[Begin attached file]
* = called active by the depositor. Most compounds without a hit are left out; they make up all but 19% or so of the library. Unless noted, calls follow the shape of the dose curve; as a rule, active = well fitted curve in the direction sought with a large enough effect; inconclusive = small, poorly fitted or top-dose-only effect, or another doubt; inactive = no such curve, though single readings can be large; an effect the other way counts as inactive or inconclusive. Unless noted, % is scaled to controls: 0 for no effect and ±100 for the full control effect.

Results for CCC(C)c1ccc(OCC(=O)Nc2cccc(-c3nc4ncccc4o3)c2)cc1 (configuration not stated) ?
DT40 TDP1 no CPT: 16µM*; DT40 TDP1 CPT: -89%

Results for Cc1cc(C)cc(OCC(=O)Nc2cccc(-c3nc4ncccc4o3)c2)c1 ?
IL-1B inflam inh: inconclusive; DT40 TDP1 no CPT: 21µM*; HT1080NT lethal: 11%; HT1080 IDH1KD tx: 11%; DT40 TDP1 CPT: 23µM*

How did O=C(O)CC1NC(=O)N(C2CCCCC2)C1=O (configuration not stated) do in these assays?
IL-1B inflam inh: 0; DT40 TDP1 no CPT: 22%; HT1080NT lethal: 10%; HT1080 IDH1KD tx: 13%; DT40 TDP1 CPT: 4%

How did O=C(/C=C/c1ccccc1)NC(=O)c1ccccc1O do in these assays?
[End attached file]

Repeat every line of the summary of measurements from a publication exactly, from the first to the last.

* = called active by the depositor. Most compounds without a hit are left out; they make up all but 19% or so of the library. Unless noted, calls follow the shape of the dose curve; as a rule, active = well fitted curve in the direction sought with a large enough effect; inconclusive = small, poorly fitted or top-dose-only effect, or another doubt; inactive = no such curve, though single readings can be large; an effect the other way counts as inactive or inconclusive. Unless noted, % is scaled to controls: 0 for no effect and ±100 for the full control effect.

Results for CCC(C)c1ccc(OCC(=O)Nc2cccc(-c3nc4ncccc4o3)c2)cc1 (configuration not stated) ?
DT40 TDP1 no CPT: 16µM*; DT40 TDP1 CPT: -89%

Results for Cc1cc(C)cc(OCC(=O)Nc2cccc(-c3nc4ncccc4o3)c2)c1 ?
IL-1B inflam inh: inconclusive; DT40 TDP1 no CPT: 21µM*; HT1080NT lethal: 11%; HT1080 IDH1KD tx: 11%; DT40 TDP1 CPT: 23µM*

How did O=C(O)CC1NC(=O)N(C2CCCCC2)C1=O (configuration not stated) do in these assays?
IL-1B inflam inh: 0; DT40 TDP1 no CPT: 22%; HT1080NT lethal: 10%; HT1080 IDH1KD tx: 13%; DT40 TDP1 CPT: 4%

How did O=C(/C=C/c1ccccc1)NC(=O)c1ccccc1O do in these assays?